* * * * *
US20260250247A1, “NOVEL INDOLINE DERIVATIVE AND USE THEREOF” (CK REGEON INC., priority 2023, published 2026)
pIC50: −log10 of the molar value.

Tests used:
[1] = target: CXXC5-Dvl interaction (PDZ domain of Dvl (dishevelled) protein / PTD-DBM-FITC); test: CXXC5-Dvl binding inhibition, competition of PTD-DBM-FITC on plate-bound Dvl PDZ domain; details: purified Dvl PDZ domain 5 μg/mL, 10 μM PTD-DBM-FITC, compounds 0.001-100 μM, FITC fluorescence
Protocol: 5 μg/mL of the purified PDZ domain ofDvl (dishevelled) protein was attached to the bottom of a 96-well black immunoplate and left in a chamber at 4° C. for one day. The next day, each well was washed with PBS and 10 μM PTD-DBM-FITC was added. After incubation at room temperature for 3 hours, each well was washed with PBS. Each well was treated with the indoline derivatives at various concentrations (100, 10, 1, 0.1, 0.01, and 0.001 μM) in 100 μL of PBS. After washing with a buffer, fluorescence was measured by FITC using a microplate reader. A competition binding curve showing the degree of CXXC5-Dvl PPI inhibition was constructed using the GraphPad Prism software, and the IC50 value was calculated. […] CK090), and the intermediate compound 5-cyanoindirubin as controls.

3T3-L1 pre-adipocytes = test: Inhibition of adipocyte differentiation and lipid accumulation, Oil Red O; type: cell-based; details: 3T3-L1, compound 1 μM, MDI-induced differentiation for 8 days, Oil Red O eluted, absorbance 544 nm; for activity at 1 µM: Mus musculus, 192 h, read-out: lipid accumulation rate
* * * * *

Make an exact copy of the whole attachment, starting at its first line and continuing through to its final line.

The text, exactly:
US20260250247A1, “NOVEL INDOLINE DERIVATIVE AND USE THEREOF” (CK REGEON INC., priority 2023, published 2026)
pIC50: −log10 of the molar value.

Tests used:
[1] = target: CXXC5-Dvl interaction (PDZ domain of Dvl (dishevelled) protein / PTD-DBM-FITC); test: CXXC5-Dvl binding inhibition, competition of PTD-DBM-FITC on plate-bound Dvl PDZ domain; details: purified Dvl PDZ domain 5 μg/mL, 10 μM PTD-DBM-FITC, compounds 0.001-100 μM, FITC fluorescence
Protocol: 5 μg/mL of the purified PDZ domain ofDvl (dishevelled) protein was attached to the bottom of a 96-well black immunoplate and left in a chamber at 4° C. for one day. The next day, each well was washed with PBS and 10 μM PTD-DBM-FITC was added. After incubation at room temperature for 3 hours, each well was washed with PBS. Each well was treated with the indoline derivatives at various concentrations (100, 10, 1, 0.1, 0.01, and 0.001 μM) in 100 μL of PBS. After washing with a buffer, fluorescence was measured by FITC using a microplate reader. A competition binding curve showing the degree of CXXC5-Dvl PPI inhibition was constructed using the GraphPad Prism software, and the IC50 value was calculated. […] CK090), and the intermediate compound 5-cyanoindirubin as controls.

3T3-L1 pre-adipocytes = test: Inhibition of adipocyte differentiation and lipid accumulation, Oil Red O; type: cell-based; details: 3T3-L1, compound 1 μM, MDI-induced differentiation for 8 days, Oil Red O eluted, absorbance 544 nm; for activity at 1 µM: Mus musculus, 192 h, read-out: lipid accumulation rate